Unformatted text preview: he computer’s current state. That means that any random-number generator on a computer (at least, on a finite-state machine) is, by definition, periodic. Anything that is periodic is, by definition, predictable. And if something is predictable, it can’t be random. A true random-number generator requires some random input; a computer can’t provide that. Pseudo-Random Sequences
The best a computer can produce is a pseudo-random-sequence generator. What’s that? Many people have taken a stab at defining this formally, but I’ll hand-wave here. A pseudo-random sequence is one that looks random. The sequence’s period should be long enough so that a finite sequence of reasonable length—that is, one that is actually used—is not periodic. If you need a billion random bits, don’t choose a sequence generator that repeats after only sixteen thousand bits. These relatively short nonperiodic subsequences should be as indistinguishable as possible from random sequences. For example, they should have about the same number of ones and zeros, about half the runs (sequences of the same bit) should be of length one, one quarter of length two, one eighth of length three, and so on. They should not be compressible. The distribution of run lengths for zeros and ones should be the same [643,863,99,1357]. These properties can be empirically measured and then compared to statistical expectations using a chi-square test. For our purposes, a sequence generator is pseudo-random if it has this property: 1. It looks random. This means that it passes all the statistical tests of randomness that we can find. (Start with the ones in .) A lot of effort has gone into producing good pseudo-random sequences on computer. Discussions of generators abound in the academic literature, along with various tests of randomness. All of these generators are periodic (there’s no escaping that); but with potential periods of 2256 bits and higher, they can be used for the largest applications. The problem is sti...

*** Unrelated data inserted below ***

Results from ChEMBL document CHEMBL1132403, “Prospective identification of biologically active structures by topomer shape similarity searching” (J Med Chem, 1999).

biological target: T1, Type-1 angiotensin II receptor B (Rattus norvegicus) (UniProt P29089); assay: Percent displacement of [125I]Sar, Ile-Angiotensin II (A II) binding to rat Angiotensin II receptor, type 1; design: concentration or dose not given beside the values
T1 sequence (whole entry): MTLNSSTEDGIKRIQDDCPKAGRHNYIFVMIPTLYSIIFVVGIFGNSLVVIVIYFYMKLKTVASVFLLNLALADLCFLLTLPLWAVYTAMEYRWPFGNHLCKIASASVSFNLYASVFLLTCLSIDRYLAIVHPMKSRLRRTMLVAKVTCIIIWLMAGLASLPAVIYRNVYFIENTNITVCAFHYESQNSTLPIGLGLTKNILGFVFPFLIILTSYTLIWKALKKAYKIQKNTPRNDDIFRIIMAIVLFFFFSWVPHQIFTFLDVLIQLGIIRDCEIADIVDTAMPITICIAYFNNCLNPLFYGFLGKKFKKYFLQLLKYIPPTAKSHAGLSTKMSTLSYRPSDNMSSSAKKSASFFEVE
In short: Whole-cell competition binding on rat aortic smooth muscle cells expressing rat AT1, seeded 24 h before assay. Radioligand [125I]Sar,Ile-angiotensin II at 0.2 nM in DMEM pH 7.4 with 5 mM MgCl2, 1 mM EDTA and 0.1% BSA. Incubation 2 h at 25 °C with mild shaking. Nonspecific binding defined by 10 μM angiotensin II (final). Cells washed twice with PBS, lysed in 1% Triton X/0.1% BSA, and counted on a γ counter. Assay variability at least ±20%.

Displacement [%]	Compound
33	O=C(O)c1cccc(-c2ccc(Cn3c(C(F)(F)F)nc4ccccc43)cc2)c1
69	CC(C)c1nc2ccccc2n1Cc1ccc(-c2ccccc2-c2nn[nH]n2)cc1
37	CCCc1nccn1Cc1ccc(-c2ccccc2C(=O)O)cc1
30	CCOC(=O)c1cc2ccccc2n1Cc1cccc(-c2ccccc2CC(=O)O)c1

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- Fall '10
- Cryptography, Bruce Schneier, Applied Cryptography, EarthWeb, Search Search Tips